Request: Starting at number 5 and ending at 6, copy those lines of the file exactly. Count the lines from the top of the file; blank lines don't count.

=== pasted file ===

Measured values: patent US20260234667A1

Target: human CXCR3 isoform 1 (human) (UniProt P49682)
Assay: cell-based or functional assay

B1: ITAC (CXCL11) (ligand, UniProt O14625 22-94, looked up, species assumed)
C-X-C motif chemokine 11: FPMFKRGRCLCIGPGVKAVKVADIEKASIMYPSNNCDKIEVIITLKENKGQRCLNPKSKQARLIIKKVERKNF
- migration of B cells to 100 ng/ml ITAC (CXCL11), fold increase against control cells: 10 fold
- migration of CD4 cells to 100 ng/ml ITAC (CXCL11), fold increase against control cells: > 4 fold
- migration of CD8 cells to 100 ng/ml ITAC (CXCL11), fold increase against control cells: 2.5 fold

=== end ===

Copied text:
C-X-C motif chemokine 11: FPMFKRGRCLCIGPGVKAVKVADIEKASIMYPSNNCDKIEVIITLKENKGQRCLNPKSKQARLIIKKVERKNF
- migration of B cells to 100 ng/ml ITAC (CXCL11), fold increase against control cells: 10 fold